Hello and welcome to the The Atlantic Update providing a weekly bulletin on developments on transatlantic travel between Europe and North America. The Atlantic Update is published every Wednesday morning at 06:00 BST.
Norwegian Gains Breathing Space
On Monday Norwegian’s bondholders agreed to the extension of two bonds from 11 December 2019 and 7 August 2020 to November 2021 and February 2022 respectively.
This does give Norwegian significantly more financial headroom to get through the winter season. However, its financial health still faces considerable scrutiny, not least given the current volatility of Brent crude which increased by 19.5% on Monday following a drone strike on Saudi Arabia’s largest oil processing centre.
BA Transatlantic Cancellations
BA has cancelled a number of transatlantic return flights in early October for “operational reasons”.
Tuesday 1 October 2019
Flights BA227/226 London Heathrow – Atlanta
Flights BA103/102 London Heathrow – Calgary
Flights BA207/206 London Heathrow – Miami
Flights BA223/222 London Heathrow – Nashville
Wednesday 2 October 2019
Flights BA193/192 London Heathrow – Dallas Fort Worth
Flights BA281/280 London Heathrow – Los Angeles
Flights BA225/224 London Heathrow – New Orleans
Flights BA289/288 London Heathrow – Phoenix
This appears to be unrelated to the current dispute between BA and BALPA and the rebooking guidelines for strike affected passengers are not available for these cancellations. Affected passengers will be re-acommodated on alternative American Airlines and BA flights. As these were announced on successive days just before 14 days, more cancellations may be forthcoming.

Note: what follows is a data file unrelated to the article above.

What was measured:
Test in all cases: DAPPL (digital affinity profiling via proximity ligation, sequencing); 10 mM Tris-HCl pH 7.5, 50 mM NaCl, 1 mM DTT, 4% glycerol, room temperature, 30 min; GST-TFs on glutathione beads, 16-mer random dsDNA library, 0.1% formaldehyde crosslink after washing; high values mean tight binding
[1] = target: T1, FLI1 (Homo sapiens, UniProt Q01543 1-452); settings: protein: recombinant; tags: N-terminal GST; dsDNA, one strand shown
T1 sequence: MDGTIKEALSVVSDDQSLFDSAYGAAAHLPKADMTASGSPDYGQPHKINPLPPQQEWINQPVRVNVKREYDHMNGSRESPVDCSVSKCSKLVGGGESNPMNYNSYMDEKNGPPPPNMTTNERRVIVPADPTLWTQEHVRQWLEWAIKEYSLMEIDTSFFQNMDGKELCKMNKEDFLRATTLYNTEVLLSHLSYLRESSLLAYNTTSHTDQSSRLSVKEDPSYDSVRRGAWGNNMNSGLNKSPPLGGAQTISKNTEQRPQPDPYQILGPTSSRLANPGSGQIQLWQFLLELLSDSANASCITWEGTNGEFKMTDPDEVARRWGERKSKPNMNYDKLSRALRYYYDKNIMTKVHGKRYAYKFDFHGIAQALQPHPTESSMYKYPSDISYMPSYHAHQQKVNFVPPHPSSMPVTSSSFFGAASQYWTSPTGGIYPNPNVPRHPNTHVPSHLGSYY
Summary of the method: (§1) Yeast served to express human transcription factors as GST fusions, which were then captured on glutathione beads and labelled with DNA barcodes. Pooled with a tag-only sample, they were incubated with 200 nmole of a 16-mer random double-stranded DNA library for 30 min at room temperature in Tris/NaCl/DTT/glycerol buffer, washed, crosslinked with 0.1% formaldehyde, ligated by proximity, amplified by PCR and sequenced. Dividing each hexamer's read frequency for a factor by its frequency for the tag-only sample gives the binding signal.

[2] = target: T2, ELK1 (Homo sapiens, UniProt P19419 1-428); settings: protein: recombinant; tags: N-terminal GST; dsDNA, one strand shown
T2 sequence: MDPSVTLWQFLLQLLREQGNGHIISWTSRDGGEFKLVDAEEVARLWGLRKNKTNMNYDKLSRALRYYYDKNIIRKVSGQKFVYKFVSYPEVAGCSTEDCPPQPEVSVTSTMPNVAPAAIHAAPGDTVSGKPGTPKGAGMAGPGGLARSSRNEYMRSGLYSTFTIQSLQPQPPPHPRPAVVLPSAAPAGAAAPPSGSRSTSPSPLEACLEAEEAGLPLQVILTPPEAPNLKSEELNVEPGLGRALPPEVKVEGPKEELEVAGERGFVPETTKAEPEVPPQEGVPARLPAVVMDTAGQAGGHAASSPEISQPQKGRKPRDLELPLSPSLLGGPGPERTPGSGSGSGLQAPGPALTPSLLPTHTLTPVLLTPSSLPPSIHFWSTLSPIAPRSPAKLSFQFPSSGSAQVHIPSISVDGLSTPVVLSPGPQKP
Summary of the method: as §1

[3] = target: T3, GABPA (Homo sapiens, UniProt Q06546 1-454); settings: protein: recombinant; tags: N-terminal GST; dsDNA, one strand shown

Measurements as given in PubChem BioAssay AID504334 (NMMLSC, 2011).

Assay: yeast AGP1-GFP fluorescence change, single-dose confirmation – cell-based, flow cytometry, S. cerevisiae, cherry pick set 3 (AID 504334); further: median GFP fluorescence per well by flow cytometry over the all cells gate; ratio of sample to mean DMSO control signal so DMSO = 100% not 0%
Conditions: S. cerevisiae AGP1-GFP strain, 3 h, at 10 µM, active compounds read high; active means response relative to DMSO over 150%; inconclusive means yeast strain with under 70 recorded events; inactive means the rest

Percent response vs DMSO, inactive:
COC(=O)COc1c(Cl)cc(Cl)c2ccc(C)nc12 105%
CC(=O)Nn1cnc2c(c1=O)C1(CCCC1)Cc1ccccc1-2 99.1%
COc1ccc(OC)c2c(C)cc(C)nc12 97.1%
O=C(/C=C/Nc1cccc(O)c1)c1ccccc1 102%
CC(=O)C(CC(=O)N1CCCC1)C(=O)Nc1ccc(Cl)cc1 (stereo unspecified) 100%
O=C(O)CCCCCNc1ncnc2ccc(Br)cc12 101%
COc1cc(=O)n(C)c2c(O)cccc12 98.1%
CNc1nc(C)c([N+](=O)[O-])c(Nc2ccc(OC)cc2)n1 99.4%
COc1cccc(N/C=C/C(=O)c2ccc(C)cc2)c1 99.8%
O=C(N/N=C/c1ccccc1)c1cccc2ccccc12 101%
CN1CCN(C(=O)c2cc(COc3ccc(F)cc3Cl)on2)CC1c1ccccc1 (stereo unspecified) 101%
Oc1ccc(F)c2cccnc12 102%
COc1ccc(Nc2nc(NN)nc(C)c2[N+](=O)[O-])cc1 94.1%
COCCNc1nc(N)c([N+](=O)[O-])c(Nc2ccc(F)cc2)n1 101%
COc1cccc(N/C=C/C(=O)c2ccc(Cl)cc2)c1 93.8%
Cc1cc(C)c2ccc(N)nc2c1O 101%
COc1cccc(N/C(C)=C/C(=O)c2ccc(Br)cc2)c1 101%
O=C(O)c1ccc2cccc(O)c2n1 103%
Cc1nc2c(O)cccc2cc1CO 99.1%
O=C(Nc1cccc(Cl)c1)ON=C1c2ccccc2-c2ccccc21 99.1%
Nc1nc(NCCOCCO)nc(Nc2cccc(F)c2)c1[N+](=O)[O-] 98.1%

Metropolitan Transportation Authority Unveils Capital Plan
The Metropolitan Transportation Authority has unveiled its Capital Plan for 2020 to 2024 which includes a substantial investment for the New York Subway.
The Subway has long been subject to political wrangling between New York City which owns the Subway, and the State of New York which controls the MTA. Whilst there have been improvements to the Subway’s performance, there is still a long list of outstanding repairs.
The $51.5bn Capital Plan includes a $37.3bn for the New York Subway and Staten Island Railway. The proposals include upgrades to signalling, new subway cars, track modernisation, station improvements including improved accessibility.
Whilst the plan has been given a cautious welcome, the difficult part is securing city, state and federal funding for it.Continue reading “The Atlantic Update – Wednesday 18 September 2019”